BOISE – Even though it fell short by one day of matching the record for the longest-ever legislative session in Idaho history, this year’s Idaho legislative session actually did set a record: It ran longer into the spring than any previous session.
The record 118-day session in 2003 ended on May 3. But this year’s 117-day session ended on May 8. The reason: Because of a quirk of the calendar, this year’s started later. Idaho lawmakers, by law, convene each year on the Monday on or closest to Jan. 9. This year, that was Jan. 12. In 2003, it was Jan. 6.
It was so long that …
The session was so long that lawmakers actually had to pass a law – SB 1246, which passed both houses unanimously on the next-to-last day of the session – to make sure the laws they made still were effective despite the session’s over-long length.
The problem: The state Constitution says laws can’t take effect until 60 days from the end of the session, unless they have emergency clauses. Most bills without emergency clauses take effect July 1.
However, Senate Majority Leader Bart Davis noted on the 116th day, “That means the session has to end on May the 2nd – we’re past May the 2nd.” So SB 1246 “basically goes in and amends every bill and every title … so they can still go into effect on July 1st … unless they provide for an alternative date.”
Said Davis, “This bill, as long as I’ve been in the Senate, has only had to be brought one other time.” That was in the record session of 2003.
There might be a blunder
In the closing days of the legislative session, newly-introduced bills were found to have flaws and errors – all it took was a bit of poking for them to show holes. Several were pulled back and redone. Here’s a late-session limerick on the phenomenon:
When last-minute versions of law
Are rushed out half-cooked or still raw
Is it any wonder
There might be a blunder
And looking close turns up a flaw?
It’s how it’s done
And here’s another rhyming relic of the session that was:
When all of the deals have been paid
And promises all start to fade
The roads may be rough
The school budgets tough
But that’s how our laws here are made.
‘Never too old’
Rep. Frank Henderson, R-Post Falls, was in the thick of the action in the final weeks of the legislative session this year, never mind that he’s 86. He told the House at adjournment: “This was tough, but it also was good. I want to leave with a favorite saying of mine, and that is, ‘You are never too old to have a happy childhood.’ ”
Moving around lottery proceeds
Little-noticed this year was legislation to change the distribution of state lottery proceeds for the next five years, holding the two regular recipients – schools and the state’s permanent building fund – to the amount they received in 2008, and giving the excess to the state’s bond levy equalization fund. That program, enacted in response to a lawsuit over Idaho’s school funding system, matches a portion of school district costs for school bonds; the program’s cost increases each year as it phases in and covers more bond issues.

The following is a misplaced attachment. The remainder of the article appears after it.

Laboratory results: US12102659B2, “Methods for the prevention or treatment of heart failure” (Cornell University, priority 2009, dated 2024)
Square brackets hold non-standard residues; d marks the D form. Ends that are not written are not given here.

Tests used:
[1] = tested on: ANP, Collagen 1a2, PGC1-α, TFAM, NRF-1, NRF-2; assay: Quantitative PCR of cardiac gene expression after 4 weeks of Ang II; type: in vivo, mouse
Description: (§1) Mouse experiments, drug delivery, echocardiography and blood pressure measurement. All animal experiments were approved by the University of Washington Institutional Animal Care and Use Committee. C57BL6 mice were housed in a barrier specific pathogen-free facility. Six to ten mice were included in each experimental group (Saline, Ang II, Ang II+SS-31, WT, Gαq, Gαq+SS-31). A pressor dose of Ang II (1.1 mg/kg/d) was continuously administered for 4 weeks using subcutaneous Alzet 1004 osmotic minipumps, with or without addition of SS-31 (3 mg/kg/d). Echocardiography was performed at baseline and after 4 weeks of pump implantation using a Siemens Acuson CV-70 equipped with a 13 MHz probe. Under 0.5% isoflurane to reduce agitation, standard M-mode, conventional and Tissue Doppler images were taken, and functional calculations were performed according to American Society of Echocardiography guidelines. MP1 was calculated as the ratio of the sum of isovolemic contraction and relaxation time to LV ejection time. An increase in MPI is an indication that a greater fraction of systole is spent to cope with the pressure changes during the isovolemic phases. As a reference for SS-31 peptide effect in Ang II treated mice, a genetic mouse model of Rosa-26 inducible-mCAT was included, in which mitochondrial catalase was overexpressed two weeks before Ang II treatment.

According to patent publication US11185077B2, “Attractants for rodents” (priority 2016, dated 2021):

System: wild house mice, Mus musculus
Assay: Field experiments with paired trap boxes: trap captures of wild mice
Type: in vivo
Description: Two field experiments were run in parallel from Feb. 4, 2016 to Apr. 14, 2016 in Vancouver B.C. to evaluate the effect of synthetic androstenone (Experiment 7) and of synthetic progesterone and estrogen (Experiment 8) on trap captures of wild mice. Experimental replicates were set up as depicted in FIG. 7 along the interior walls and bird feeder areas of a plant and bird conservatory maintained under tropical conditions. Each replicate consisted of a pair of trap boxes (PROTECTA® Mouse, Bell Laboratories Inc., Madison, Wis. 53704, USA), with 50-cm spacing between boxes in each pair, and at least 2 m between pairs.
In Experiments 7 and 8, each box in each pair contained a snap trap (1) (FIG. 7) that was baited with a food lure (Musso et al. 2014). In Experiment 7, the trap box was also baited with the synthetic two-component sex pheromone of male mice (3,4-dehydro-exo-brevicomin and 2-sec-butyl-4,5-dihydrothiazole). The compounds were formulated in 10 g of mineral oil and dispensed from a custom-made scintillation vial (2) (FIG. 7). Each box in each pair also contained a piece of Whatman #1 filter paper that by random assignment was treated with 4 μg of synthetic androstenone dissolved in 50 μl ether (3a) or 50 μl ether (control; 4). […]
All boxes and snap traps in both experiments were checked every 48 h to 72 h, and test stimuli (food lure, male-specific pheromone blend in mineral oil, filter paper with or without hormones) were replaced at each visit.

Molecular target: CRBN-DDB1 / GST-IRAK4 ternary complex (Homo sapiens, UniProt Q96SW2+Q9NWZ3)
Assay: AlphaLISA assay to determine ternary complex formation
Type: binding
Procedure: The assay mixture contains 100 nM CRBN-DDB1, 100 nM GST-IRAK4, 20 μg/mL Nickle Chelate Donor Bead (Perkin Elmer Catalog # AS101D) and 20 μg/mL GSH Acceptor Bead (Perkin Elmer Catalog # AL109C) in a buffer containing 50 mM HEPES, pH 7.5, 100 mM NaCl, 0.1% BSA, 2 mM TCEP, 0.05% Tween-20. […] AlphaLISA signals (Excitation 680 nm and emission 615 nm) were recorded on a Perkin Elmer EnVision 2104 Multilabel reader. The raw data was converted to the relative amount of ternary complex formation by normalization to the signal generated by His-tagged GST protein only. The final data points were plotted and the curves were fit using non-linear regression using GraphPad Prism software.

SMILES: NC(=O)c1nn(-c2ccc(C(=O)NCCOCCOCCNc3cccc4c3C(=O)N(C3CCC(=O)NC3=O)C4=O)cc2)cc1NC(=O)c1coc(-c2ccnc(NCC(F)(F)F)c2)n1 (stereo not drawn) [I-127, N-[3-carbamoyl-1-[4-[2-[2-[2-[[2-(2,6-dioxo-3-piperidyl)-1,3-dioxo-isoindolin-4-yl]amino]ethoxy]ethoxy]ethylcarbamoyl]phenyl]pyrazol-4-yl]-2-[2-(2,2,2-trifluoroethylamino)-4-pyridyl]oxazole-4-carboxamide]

Under the bill, HB 275, if lottery profits grow sufficiently, three-eighths would go to the building fund, three-eighths to schools, and one-fourth to the bond levy equalization fund for the next five years. After that, from Sept. 31, 2014 on, the distribution would revert back to the current split, half to schools, half to the permanent building fund.
The idea is that after that date, cigarette tax funds now going to pay for the state Capitol renovation would become available as a possible funding source. The bill, crafted by House Assistant Majority Leader Scott Bedke, R-Oakley, passed the House in early April, hung on the Senate calendar for more than a month, and then finally won Senate passage on the session’s next-to-last day and went to the governor’s desk.
‘Criticism … a little misguided’
Musing on some of the things some lawmakers said about him this year, Gov. Butch Otter said, “In the heat of battle there’s some passion that sometimes is released. I’d like an opportunity to set down and let ’em know where I thought, perhaps, their criticism of my efforts was maybe a little misguided. I think the best way to overcome or change the criticism that was the most harsh is to make sure the transportation executive order is fully executed, to the limit.”
That harsh criticism would be House Education Chairman Bob Nonini’s floor debate against a gas tax increase, in which he derided Otter’s executive order for new accountability measures at ITD as “not worth the piece of paper it was printed on.”
‘In just 244 days …’
State Senate President Pro-tem Bob Geddes, R-Soda Springs, noted at adjournment of the Senate, “In just 244 days, give or take a day or two, we’ll be back in session.” He said, “Senators, it’s time for us to go home.”
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